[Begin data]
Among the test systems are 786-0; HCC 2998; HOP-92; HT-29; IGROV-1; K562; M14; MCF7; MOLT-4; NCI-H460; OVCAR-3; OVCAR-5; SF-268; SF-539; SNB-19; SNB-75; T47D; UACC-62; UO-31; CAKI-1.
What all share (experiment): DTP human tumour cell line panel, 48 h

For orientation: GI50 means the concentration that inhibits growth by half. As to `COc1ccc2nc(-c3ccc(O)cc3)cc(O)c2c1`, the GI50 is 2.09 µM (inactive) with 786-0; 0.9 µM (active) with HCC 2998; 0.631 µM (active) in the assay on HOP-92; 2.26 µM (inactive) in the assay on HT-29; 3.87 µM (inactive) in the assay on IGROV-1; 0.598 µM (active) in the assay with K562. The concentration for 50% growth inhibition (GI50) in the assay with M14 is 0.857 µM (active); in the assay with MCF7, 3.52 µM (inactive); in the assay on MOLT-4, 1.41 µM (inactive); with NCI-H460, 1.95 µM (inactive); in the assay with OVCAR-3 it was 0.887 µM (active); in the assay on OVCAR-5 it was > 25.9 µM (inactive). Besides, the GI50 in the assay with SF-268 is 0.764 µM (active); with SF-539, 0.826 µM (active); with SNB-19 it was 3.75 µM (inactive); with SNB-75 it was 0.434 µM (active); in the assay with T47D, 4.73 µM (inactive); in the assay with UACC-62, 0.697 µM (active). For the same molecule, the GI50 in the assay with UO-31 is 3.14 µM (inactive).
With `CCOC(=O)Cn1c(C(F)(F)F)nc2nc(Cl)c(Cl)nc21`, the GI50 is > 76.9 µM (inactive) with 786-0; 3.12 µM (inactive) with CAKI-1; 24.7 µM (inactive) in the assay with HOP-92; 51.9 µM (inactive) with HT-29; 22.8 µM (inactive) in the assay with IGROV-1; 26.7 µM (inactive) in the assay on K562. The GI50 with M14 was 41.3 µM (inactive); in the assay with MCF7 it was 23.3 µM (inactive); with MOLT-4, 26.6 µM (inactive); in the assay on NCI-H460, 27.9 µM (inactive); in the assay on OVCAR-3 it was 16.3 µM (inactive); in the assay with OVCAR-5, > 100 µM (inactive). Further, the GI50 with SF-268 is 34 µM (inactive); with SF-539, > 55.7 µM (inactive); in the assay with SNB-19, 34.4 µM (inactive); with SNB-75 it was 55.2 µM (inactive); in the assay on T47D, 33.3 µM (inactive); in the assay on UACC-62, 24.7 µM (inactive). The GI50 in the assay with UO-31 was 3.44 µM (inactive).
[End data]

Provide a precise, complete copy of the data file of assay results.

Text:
Among the test systems are 786-0; HCC 2998; HOP-92; HT-29; IGROV-1; K562; M14; MCF7; MOLT-4; NCI-H460; OVCAR-3; OVCAR-5; SF-268; SF-539; SNB-19; SNB-75; T47D; UACC-62; UO-31; CAKI-1.
What all share (experiment): DTP human tumour cell line panel, 48 h

For orientation: GI50 means the concentration that inhibits growth by half. As to `COc1ccc2nc(-c3ccc(O)cc3)cc(O)c2c1`, the GI50 is 2.09 µM (inactive) with 786-0; 0.9 µM (active) with HCC 2998; 0.631 µM (active) in the assay on HOP-92; 2.26 µM (inactive) in the assay on HT-29; 3.87 µM (inactive) in the assay on IGROV-1; 0.598 µM (active) in the assay with K562. The concentration for 50% growth inhibition (GI50) in the assay with M14 is 0.857 µM (active); in the assay with MCF7, 3.52 µM (inactive); in the assay on MOLT-4, 1.41 µM (inactive); with NCI-H460, 1.95 µM (inactive); in the assay with OVCAR-3 it was 0.887 µM (active); in the assay on OVCAR-5 it was > 25.9 µM (inactive). Besides, the GI50 in the assay with SF-268 is 0.764 µM (active); with SF-539, 0.826 µM (active); with SNB-19 it was 3.75 µM (inactive); with SNB-75 it was 0.434 µM (active); in the assay with T47D, 4.73 µM (inactive); in the assay with UACC-62, 0.697 µM (active). For the same molecule, the GI50 in the assay with UO-31 is 3.14 µM (inactive).
With `CCOC(=O)Cn1c(C(F)(F)F)nc2nc(Cl)c(Cl)nc21`, the GI50 is > 76.9 µM (inactive) with 786-0; 3.12 µM (inactive) with CAKI-1; 24.7 µM (inactive) in the assay with HOP-92; 51.9 µM (inactive) with HT-29; 22.8 µM (inactive) in the assay with IGROV-1; 26.7 µM (inactive) in the assay on K562. The GI50 with M14 was 41.3 µM (inactive); in the assay with MCF7 it was 23.3 µM (inactive); with MOLT-4, 26.6 µM (inactive); in the assay on NCI-H460, 27.9 µM (inactive); in the assay on OVCAR-3 it was 16.3 µM (inactive); in the assay with OVCAR-5, > 100 µM (inactive). Further, the GI50 with SF-268 is 34 µM (inactive); with SF-539, > 55.7 µM (inactive); in the assay with SNB-19, 34.4 µM (inactive); with SNB-75 it was 55.2 µM (inactive); in the assay on T47D, 33.3 µM (inactive); in the assay on UACC-62, 24.7 µM (inactive). The GI50 in the assay with UO-31 was 3.44 µM (inactive).